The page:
A home under construction with upward pointing arrows to represent an increase in housing starts.
Illustration by Lanette Behiry/Real Estate News; Shutterstock

Nearly 1 million new homes are in the pipeline 

Single-family housing starts hit an annualized rate of 997,000 in May, up significantly from earlier this spring but still down year-over-year.

June 20, 2023
3 minutes

Key points:

  • Overall housing starts, which includes apartments and condos, are up 5.7% year-over-year at 1.63 million.
  • Prices for new homes may continue to rise due to a continued shortage of labor and materials.
  • Still, homebuilders are becoming more confident as the supply chain slowly improves.

As existing home sellers sit on the sidelines, homebuilders are ramping up efforts to get more inventory on the market.

The number of single-family housing starts was 997,000 in May, according to the latest data from the U.S. Census Bureau and the U.S. Department of Housing and Urban Development. While down slightly year-over-year, the total number of homes in the early stages of construction, based on a seasonally adjusted annualized rate, was 18.5% higher than in April and the highest total since June 2022.

Housing starts measure the number of units builders have broken ground on, and they are considered a useful bellwether of confidence in the housing sector and the economy as a whole. While buyers won't see these new homes on the market for a while, the rising number of housing starts is a sign that more inventory is on the way.

"For buyers and homeowners looking to move, the pipeline of new homes opens doors toward more options," said George Ratiu, chief economist at Keeping Current Matters. He noted, however, that "most new homes coming to market are not affordable to entry-level buyers," but "some builders may offer more flexibility with financing terms, offering a viable solution for those hampered by today's higher mortgage rates."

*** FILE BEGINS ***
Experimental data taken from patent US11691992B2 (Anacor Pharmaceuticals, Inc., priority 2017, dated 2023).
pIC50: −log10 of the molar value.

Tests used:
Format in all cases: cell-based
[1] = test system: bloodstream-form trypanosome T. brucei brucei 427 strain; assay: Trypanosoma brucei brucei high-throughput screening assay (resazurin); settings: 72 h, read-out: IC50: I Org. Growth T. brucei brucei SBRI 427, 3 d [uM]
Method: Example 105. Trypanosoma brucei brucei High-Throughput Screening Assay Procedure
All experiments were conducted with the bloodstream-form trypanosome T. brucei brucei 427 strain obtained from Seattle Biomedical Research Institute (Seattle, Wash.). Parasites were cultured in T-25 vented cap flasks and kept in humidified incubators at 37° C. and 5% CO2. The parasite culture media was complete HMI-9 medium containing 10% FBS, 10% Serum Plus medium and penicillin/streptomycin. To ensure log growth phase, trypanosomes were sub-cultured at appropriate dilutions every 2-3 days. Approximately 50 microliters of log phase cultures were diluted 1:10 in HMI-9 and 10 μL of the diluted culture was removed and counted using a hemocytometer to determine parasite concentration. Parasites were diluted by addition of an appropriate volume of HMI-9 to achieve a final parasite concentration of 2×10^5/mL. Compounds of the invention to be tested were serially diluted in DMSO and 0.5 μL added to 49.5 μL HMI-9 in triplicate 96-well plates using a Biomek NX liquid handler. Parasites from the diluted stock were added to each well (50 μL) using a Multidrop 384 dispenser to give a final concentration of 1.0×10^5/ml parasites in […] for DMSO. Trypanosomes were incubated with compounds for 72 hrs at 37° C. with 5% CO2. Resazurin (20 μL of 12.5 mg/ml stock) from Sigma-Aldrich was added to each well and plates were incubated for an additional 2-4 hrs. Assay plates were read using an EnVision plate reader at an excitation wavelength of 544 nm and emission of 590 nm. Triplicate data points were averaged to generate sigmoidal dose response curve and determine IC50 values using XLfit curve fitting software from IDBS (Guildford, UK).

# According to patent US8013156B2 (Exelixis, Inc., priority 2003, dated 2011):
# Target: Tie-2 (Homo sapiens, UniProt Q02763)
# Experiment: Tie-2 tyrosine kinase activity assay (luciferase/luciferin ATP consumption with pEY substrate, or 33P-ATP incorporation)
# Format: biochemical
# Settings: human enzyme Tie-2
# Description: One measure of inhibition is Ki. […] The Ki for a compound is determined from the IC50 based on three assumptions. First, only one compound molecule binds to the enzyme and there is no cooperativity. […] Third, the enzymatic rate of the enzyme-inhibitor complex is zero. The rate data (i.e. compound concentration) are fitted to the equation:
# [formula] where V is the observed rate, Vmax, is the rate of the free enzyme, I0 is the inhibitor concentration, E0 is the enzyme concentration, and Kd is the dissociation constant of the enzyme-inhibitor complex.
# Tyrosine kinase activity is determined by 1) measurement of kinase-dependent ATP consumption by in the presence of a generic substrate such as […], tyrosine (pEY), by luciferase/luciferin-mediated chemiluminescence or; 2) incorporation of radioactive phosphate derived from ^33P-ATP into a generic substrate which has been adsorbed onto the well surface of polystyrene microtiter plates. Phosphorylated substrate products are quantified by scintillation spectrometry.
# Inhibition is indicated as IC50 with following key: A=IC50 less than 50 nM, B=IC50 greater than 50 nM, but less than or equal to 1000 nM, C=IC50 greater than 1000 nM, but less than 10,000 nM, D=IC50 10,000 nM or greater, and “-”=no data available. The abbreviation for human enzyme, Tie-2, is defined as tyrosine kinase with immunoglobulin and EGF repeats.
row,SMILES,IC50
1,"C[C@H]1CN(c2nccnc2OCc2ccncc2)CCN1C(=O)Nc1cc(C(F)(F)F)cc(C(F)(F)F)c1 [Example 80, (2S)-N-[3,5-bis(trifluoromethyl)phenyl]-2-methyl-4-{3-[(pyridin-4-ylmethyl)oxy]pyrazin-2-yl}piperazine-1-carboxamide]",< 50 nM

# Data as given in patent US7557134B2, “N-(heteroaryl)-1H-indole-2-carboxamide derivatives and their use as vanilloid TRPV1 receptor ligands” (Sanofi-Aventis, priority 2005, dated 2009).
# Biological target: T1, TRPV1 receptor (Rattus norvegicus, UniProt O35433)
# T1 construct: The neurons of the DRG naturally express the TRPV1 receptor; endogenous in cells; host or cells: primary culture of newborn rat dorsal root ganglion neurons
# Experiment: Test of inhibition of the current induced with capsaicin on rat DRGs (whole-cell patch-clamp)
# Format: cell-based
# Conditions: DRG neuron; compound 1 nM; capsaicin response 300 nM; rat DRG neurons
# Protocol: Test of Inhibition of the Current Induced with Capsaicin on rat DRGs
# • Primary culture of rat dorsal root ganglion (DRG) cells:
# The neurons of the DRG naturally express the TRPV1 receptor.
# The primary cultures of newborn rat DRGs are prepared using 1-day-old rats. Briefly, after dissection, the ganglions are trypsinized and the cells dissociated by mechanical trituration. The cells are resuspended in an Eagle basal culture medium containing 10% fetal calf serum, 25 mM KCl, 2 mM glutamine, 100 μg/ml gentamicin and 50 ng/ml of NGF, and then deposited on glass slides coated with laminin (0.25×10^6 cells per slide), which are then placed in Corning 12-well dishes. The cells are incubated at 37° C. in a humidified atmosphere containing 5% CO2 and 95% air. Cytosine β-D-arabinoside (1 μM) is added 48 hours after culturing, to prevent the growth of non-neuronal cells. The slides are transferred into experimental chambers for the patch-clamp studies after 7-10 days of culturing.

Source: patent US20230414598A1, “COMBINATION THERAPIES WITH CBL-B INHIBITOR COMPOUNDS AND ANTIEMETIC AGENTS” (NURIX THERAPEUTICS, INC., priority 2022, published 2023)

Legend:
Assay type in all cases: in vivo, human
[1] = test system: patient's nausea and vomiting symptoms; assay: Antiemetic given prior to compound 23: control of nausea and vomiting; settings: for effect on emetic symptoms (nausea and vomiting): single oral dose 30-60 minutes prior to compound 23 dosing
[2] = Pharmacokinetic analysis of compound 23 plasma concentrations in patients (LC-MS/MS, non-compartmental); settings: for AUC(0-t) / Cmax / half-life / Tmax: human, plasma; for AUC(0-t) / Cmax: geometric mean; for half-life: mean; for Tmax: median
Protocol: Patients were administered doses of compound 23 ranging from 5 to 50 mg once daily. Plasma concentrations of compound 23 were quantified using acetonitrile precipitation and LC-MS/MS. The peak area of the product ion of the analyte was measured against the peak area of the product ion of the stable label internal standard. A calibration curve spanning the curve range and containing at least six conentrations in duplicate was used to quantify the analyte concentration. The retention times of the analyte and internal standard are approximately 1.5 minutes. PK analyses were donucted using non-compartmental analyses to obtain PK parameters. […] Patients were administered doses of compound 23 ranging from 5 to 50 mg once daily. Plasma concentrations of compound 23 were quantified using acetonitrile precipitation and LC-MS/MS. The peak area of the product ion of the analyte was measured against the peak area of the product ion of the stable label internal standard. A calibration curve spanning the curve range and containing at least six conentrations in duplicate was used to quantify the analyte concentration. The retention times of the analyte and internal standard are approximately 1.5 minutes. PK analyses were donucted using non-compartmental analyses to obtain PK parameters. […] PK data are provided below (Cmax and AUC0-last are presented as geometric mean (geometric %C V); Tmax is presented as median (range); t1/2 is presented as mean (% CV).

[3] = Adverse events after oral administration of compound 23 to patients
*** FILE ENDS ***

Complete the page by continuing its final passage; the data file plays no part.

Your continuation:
But buyers eager to purchase one of these new homes coming to market in the coming year may experience some sticker shock. 

"Builders are still facing a shortage of labor and rising lumber prices, following the severe wildfires in Canada, which have forced sawmills to close, reducing available supply," Ratiu said. "Considering that construction costs account for 61% of a new home's price, this rebound is likely to keep new home prices going higher."

Despite the labor and material shortages, confidence is rising in the construction industry, according to the National Association of Home Builders. The association's builder confidence index moved into positive territory in June for the first time in 11 months. 

"The May housing starts data and the latest builder confidence NAHB/Wells Fargo HMI survey both point to a bottom forming for single-family residential construction earlier this year," said Robert Dietz, chief economist at the NAHB, in a blog post. He noted that the supply chain is improving, although there are some challenges that persist.

The number of single-family homes completed in May — just over one million units at a seasonally adjusted rate — was 3.9% higher than April but lower than the first three months of the year.

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